— Adrienne Rich
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Product Details

Table of Contents

Acknowledgments
Abbreviations
Editors' Note
Introduction
Pt. I The Philosophic Moment of Marxist-Humanism
Ch. 1 Presentation on the Dialectics of Organization and Philosophy (June 1, 1987) 3
The Philosophic Point
Dialectics of Organization
Conclusion: Untrodden Paths in Organization
Ch. 2 Letters on Hegel's Absolutes of May 12 and 20, 1953 15
Letter on Hegel's Science of Logic (May 12, 1953)
Letter on Hegel's Philosophy of Mind (May 20, 1953)
Pt. II Studies in Hegelian and Marxian Dialectics, 1956-63
Ch. 3 Notes on Hegel's Phenomenology 35
Ch. 4 Rough Notes on Hegel's Science of Logic 49
Volume I: Objective Logic
Volume II: Subjective Logic or the Doctrine of the Notion
Ch. 5 Notes on the Smaller Logic from the Encyclopedia of the Philosophical Sciences 77
Chapter Two - Preliminary Notion
Chapter Three - First Attitude of Thought Toward the Objective World
Chapter Four - Second Attitude of Thought Toward the Objective World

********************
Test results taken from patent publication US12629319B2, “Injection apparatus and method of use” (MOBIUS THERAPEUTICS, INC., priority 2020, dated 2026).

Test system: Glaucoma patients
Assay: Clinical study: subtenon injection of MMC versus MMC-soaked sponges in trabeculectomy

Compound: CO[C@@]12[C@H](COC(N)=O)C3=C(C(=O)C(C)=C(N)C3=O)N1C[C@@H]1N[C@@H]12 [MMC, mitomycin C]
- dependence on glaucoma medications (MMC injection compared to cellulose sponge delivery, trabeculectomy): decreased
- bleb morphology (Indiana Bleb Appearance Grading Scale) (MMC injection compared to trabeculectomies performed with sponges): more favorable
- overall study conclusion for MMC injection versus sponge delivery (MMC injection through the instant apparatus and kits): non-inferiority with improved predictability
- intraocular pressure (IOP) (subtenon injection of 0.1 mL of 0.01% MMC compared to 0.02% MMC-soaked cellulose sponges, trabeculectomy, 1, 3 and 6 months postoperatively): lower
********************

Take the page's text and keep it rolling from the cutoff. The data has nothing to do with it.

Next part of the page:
Chapter Five - Third Attitude of Thought Toward the Objective World
Chapter Six - The Proximate Notion of Logic with its Subdivision
Chapter Seven - First Subdivision of Logic - The Doctrine of Being
Chapter Eight - Second Subdivision of Logic - The Doctrine of Essence
Chapter Nine - Third Subdivision of Logic - The Doctrine of the Notion
Ch. 6 Dialogue on the Dialectic 91
Letter on Marxism and Freedom, from 1776 until Today (May 18, 1956)
Letter to Herbert Marcuse (July 15, 1958)
Letter to Herbert Marcuse (October 16, 1960)
Letter to Herbert Marcuse (January 12, 1961)
Letter to Charles Denby (March 10, 1960)
Letter to Jonathan Spence (June 1, 1961)
Letter to Erich Fromm (November 11, 1963)
Pt. III Theory and Practice at a Turning Point, 1964-71
Ch. 7 Letter of October 27, 1964, to Herbert Marcuse 129
Ch. 8 Hegel's Dialectic and the Freedom Struggles of the 1960s 137
Lecture in Japan on Hegel
Presentation of Black/Red Conference
Logic as Stages of Freedom, Stages of Freedom as Logic, or the Needed American Revolution